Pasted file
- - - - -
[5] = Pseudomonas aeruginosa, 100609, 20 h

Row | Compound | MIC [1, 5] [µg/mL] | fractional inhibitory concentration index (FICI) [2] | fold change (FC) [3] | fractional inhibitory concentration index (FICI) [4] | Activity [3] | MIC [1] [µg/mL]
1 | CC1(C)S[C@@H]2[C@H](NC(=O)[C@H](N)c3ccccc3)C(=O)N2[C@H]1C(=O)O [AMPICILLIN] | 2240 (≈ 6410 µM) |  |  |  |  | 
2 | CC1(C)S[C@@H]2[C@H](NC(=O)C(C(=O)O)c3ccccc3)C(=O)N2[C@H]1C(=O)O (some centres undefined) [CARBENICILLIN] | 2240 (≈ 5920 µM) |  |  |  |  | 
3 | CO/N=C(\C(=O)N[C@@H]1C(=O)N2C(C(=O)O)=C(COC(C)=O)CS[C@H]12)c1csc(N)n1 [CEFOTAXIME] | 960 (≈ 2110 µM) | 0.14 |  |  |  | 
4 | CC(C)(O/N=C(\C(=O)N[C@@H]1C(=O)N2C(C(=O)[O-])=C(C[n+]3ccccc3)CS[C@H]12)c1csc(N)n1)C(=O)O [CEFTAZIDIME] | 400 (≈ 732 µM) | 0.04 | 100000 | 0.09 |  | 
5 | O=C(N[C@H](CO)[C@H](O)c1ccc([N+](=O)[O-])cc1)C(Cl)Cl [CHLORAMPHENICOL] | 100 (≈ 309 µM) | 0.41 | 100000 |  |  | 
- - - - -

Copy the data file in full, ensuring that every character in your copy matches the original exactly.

[5] = Pseudomonas aeruginosa, 100609, 20 h

Row | Compound | MIC [1, 5] [µg/mL] | fractional inhibitory concentration index (FICI) [2] | fold change (FC) [3] | fractional inhibitory concentration index (FICI) [4] | Activity [3] | MIC [1] [µg/mL]
1 | CC1(C)S[C@@H]2[C@H](NC(=O)[C@H](N)c3ccccc3)C(=O)N2[C@H]1C(=O)O [AMPICILLIN] | 2240 (≈ 6410 µM) |  |  |  |  | 
2 | CC1(C)S[C@@H]2[C@H](NC(=O)C(C(=O)O)c3ccccc3)C(=O)N2[C@H]1C(=O)O (some centres undefined) [CARBENICILLIN] | 2240 (≈ 5920 µM) |  |  |  |  | 
3 | CO/N=C(\C(=O)N[C@@H]1C(=O)N2C(C(=O)O)=C(COC(C)=O)CS[C@H]12)c1csc(N)n1 [CEFOTAXIME] | 960 (≈ 2110 µM) | 0.14 |  |  |  | 
4 | CC(C)(O/N=C(\C(=O)N[C@@H]1C(=O)N2C(C(=O)[O-])=C(C[n+]3ccccc3)CS[C@H]12)c1csc(N)n1)C(=O)O [CEFTAZIDIME] | 400 (≈ 732 µM) | 0.04 | 100000 | 0.09 |  | 
5 | O=C(N[C@H](CO)[C@H](O)c1ccc([N+](=O)[O-])cc1)C(Cl)Cl [CHLORAMPHENICOL] | 100 (≈ 309 µM) | 0.41 | 100000 |  |  | 